(Editor) An Introduction to Health and Health Education in Ethiopia, Berhamena Selam Printing Press (Addis Ababa, Ethiopia), 1966.
(Editor, with Bertram S. Brown) International Collaboration in Mental Health, U.S. Government Printing Office (Washington, DC), 1973.
The Death of Psychiatry, Chilton (Radnor, PA), 1974.
Why Did You Do That?: Rainy Day Games for a Post-Industrial Society, Chilton (Radnor, PA), 1975.
Schizophrenia and Civilization, J. Aronson (New York, NY), 1980.
Surviving Schizophrenia: A Family Manual, Harper (New York, NY), 1983, 4th edition published as Surviving Schizophrenia: A Manual for Families, Consumers, and Providers, Quill (New York, NY), 2001, 5th edition, Collins (New York, NY), 2006.
The Roots of Treason: Ezra Pound and the Secret of St. Elizabeth's, McGraw (New York, NY), 1983.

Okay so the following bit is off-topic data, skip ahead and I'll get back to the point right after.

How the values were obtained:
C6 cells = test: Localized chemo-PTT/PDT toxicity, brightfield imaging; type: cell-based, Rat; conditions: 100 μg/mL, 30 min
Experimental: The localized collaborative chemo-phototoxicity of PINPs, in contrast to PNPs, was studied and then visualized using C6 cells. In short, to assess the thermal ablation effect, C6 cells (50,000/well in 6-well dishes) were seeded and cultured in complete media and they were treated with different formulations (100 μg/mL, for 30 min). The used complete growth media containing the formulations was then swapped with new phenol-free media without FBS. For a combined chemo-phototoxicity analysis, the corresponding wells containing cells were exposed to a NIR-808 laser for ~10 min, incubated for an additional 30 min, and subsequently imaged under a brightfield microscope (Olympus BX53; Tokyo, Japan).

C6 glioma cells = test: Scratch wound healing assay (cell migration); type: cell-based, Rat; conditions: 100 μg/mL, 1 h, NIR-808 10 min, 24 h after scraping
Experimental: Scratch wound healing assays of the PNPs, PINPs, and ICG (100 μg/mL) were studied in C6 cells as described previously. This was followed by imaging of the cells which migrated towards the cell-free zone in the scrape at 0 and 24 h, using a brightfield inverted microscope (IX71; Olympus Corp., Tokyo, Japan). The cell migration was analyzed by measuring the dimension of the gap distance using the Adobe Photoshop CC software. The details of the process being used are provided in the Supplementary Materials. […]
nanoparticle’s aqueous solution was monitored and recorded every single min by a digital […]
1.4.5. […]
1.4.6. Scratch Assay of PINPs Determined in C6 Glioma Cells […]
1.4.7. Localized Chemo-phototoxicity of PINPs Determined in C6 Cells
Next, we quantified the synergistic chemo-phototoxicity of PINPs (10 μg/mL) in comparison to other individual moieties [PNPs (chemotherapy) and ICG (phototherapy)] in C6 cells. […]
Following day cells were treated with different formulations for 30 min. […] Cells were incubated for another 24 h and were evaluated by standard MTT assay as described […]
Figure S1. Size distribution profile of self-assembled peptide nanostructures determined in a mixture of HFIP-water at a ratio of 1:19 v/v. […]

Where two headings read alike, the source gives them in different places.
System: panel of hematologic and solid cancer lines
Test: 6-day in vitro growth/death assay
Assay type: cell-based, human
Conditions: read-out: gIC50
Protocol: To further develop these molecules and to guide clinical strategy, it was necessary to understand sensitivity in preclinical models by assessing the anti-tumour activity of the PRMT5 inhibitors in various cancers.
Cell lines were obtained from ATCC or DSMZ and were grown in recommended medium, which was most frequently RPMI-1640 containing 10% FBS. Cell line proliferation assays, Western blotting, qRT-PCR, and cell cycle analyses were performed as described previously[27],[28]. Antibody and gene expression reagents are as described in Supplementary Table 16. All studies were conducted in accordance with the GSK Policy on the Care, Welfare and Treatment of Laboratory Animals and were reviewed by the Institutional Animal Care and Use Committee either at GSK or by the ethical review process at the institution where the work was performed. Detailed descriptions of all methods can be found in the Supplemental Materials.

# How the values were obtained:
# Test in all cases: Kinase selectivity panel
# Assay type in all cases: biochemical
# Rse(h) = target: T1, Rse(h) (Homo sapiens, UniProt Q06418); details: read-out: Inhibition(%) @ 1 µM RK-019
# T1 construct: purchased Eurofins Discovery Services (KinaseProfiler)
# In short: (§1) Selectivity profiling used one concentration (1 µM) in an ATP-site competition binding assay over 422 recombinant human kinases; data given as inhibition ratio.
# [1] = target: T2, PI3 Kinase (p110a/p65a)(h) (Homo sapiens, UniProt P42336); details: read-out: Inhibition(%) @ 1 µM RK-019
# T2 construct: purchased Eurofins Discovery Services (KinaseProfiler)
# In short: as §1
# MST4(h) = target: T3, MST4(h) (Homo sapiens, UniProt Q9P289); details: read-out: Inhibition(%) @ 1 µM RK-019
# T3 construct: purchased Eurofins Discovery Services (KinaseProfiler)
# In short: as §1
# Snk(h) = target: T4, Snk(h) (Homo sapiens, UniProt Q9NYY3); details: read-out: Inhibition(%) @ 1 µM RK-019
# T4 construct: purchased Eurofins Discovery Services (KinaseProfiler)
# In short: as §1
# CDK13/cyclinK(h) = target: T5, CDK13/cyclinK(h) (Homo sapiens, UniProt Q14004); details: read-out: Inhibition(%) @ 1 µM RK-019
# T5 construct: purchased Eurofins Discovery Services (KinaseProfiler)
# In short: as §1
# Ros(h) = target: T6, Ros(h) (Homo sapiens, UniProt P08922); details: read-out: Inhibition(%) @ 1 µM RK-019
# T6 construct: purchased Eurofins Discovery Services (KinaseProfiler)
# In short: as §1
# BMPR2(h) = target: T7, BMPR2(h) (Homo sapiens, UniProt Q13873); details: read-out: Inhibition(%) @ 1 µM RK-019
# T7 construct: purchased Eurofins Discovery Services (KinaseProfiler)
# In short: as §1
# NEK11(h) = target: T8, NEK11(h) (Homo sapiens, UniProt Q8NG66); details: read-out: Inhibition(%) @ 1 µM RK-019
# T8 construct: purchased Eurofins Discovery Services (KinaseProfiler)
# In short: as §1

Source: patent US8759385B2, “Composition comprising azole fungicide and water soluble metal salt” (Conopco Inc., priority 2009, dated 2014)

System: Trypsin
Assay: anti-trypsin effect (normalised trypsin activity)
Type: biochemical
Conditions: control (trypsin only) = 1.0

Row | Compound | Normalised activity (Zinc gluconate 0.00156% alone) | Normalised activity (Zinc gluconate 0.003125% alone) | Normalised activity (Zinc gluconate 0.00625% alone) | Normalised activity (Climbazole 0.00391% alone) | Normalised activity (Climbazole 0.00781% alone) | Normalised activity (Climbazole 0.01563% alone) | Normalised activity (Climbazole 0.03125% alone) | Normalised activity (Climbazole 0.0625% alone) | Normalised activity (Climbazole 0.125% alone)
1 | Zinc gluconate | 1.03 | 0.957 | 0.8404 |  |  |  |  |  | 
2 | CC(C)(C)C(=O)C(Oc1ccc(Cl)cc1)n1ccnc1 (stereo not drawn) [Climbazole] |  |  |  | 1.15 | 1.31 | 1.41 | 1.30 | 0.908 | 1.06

(With Sidney M. Wolfe) Care of the Seriously Mentally Ill: A Rating of State Programs, Public Citizen Health Research Group (Washington, DC), 1986.
Nowhere to Go: The Tragic Odyssey of the Homeless Mentally Ill, Harper (New York, NY), 1988.
Freudian Fraud: The Malignant Effect of Freud's Theory on American Thought and Culture, HarperCollins (New York, NY), 1992.
Frontier Justice: The Rise and Fall of the Loomis Gang, North Country (Utica, NY), 1992.
(With Ann E. Bowler, Edward H. Taylor, and Irving I. Gottesman) Schizophrenia and Manic-Depressive Disorder: The Biological Roots of Mental Illness as Revealed by the Landmark Study of Identical Twins, Basic Books (New York, NY), 1994.
Out of the Shadows: Confronting America's Mental Illness Crisis, Wiley (New York, NY), 1997.
Ride with the Loomis Gang, North Country (Utica, NY), 1997.
(With Judy Miller) The Invisible Plague: The Rise of Mental Illness from 1750 to the Present, Rutgers University Press (New Brunswick, NJ), 2001.
(With Michael B. Knable) Surviving Manic Depression: A Manual on Bipolar Disorder for Patients, Families, and Providers, Basic Books (New York, NY), 2001.
(With Robert H. Yolken) Beasts of the Earth: Animals, Humans, and Disease, Rutgers University Press (New Brunswick, NJ), 2005.